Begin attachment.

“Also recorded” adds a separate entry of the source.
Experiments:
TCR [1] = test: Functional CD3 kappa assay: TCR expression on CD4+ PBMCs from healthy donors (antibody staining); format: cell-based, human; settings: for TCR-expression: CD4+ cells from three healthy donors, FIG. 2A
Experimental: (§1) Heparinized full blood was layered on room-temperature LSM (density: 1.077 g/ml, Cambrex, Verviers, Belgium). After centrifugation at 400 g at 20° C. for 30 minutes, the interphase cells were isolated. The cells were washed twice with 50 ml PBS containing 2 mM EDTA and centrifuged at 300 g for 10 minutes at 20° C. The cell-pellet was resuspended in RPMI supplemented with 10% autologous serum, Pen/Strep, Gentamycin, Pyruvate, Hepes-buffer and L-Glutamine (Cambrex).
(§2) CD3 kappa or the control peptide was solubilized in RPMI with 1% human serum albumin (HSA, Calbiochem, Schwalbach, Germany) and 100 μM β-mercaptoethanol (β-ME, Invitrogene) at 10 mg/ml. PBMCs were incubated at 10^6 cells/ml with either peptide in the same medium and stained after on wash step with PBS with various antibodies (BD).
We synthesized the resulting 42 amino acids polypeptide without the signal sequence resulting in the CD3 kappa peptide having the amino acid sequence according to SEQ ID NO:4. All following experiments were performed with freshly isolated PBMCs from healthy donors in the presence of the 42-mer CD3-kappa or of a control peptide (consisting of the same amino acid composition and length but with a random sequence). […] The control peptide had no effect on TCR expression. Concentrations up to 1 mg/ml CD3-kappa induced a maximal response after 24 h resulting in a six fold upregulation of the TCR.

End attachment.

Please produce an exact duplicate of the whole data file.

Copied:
“Also recorded” adds a separate entry of the source.
Experiments:
TCR [1] = test: Functional CD3 kappa assay: TCR expression on CD4+ PBMCs from healthy donors (antibody staining); format: cell-based, human; settings: for TCR-expression: CD4+ cells from three healthy donors, FIG. 2A
Experimental: (§1) Heparinized full blood was layered on room-temperature LSM (density: 1.077 g/ml, Cambrex, Verviers, Belgium). After centrifugation at 400 g at 20° C. for 30 minutes, the interphase cells were isolated. The cells were washed twice with 50 ml PBS containing 2 mM EDTA and centrifuged at 300 g for 10 minutes at 20° C. The cell-pellet was resuspended in RPMI supplemented with 10% autologous serum, Pen/Strep, Gentamycin, Pyruvate, Hepes-buffer and L-Glutamine (Cambrex).
(§2) CD3 kappa or the control peptide was solubilized in RPMI with 1% human serum albumin (HSA, Calbiochem, Schwalbach, Germany) and 100 μM β-mercaptoethanol (β-ME, Invitrogene) at 10 mg/ml. PBMCs were incubated at 10^6 cells/ml with either peptide in the same medium and stained after on wash step with PBS with various antibodies (BD).
We synthesized the resulting 42 amino acids polypeptide without the signal sequence resulting in the CD3 kappa peptide having the amino acid sequence according to SEQ ID NO:4. All following experiments were performed with freshly isolated PBMCs from healthy donors in the presence of the 42-mer CD3-kappa or of a control peptide (consisting of the same amino acid composition and length but with a random sequence). […] The control peptide had no effect on TCR expression. Concentrations up to 1 mg/ml CD3-kappa induced a maximal response after 24 h resulting in a six fold upregulation of the TCR.